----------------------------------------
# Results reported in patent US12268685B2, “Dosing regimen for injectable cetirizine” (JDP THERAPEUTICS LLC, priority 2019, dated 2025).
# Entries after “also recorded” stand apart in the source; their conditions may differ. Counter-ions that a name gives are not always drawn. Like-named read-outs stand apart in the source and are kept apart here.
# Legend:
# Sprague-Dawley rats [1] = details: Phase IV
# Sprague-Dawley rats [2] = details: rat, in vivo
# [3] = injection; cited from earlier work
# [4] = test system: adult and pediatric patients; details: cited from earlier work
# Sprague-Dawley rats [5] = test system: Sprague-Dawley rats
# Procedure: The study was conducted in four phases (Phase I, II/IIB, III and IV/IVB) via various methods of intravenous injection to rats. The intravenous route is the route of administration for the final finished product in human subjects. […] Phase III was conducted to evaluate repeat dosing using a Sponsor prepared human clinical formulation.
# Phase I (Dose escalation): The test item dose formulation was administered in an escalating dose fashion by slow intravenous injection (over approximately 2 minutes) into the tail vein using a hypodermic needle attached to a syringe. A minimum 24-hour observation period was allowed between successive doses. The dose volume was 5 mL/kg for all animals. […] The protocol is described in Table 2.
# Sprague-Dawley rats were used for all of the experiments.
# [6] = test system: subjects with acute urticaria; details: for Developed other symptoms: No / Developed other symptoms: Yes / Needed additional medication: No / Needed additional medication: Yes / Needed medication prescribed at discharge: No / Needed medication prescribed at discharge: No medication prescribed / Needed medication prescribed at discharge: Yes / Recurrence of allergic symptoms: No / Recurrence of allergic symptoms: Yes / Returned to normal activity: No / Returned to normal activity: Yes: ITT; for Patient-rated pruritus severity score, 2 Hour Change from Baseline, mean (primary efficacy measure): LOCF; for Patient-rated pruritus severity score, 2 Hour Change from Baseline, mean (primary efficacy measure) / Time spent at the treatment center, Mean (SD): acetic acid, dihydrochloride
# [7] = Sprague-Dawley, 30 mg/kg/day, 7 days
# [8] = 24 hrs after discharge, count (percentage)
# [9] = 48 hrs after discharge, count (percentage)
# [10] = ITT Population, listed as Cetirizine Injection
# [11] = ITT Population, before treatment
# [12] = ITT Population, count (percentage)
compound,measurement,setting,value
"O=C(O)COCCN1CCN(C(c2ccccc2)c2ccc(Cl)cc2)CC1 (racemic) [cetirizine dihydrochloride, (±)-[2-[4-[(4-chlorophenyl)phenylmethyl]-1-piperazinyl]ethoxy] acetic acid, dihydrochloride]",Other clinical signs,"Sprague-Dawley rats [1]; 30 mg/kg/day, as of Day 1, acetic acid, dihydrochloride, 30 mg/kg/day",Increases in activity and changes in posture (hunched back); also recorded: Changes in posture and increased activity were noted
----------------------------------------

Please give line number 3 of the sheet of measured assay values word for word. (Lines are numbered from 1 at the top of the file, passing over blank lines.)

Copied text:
# Legend: